GE Hitachi Nuclear Energy’s (GEH’s) BWRX-300 technology has completed phases 1 and 2 of the Canadian Nuclear Safety Commission’s vendor design review (VDR) process, the Wilmington, N.C.–based company announced yesterday.
“The BWRX-300 is the first SMR technology to have completed two phases of the CNSC’s VDR process,” said GEH executive vice president for advanced nuclear Sean Sexstone. “The successful completion of these phases and the feedback that we have received on our SMR design are important steps in the deployment of this technology.”
The review: In December 2019, the CNSC entered into an agreement with GEH to conduct a VDR combining phases 1 and 2 for the BWRX-300. The following year, the company submitted its first documents to the agency.
According to a CNSC executive summary, the BWRX-300 review was based on information provided by GEH in more than 200 documents, as well as on technical presentations, a design process evaluation, and written responses to commission questions across 19 focus areas. From this information, CNSC staff concluded that GEH understands and has correctly interpreted the intent of regulatory requirements for the design of nuclear power plants in Canada.
However, while the commission did not identify any fundamental barriers to BWRX-300 licensing in its review, it did spot certain technical areas that, in its view, require further development. For instance, the CNSC concluded that more in-depth information supporting radiation protection, human factors, decommissioning, and fire protection is needed in order for the CNSC to determine how these programs will meet regulatory requirements. Additional information is also needed on restricting radionuclide release during fuel handling activities and on protective measures for workers in the event of an out-of-core criticality accident, the commission said.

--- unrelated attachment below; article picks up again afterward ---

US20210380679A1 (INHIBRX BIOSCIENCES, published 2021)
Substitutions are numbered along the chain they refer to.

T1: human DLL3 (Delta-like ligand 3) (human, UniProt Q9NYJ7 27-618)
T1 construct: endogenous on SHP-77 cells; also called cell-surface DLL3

The tech: An evolution of GEH’s 1,520-MWe Generation III+ ESBWR design (approved by the U.S. Nuclear Regulatory Commission in 2014), the BWRX-300 is a 300-MWe water-cooled, natural-circulation SMR with passive safety systems. According to GEH, because of design simplification, the BWRX-300 should require significantly lower capital costs per megawatt than other water-cooled SMR designs or existing large nuclear reactor designs.
In case you missed it: In late January, GEH and Canadian firms Ontario Power Generation, SNC-Lavalin, and Aecon announced the signing of a contract for the deployment of a BWRX-300 at OPG’s Darlington nuclear site in Canada. The six-year, multiparty agreement covers a range of project activities:
- OPG will serve as the license holder and maintain overall responsibility for the project, including operator training, commissioning, indigenous engagement, stakeholder outreach, and oversight.
- GEH, as the technology developer, will be responsible for design, procurement of major components, engineering, and support.
- SNC-Lavalin will serve as the architect and engineer, providing design, engineering, and procurement support.
- Aecon will handle all construction services, including project management, construction planning, and execution.
With site preparation and related work currently underway at Darlington, the SMR’s construction is expected to be completed by the fourth quarter of 2028.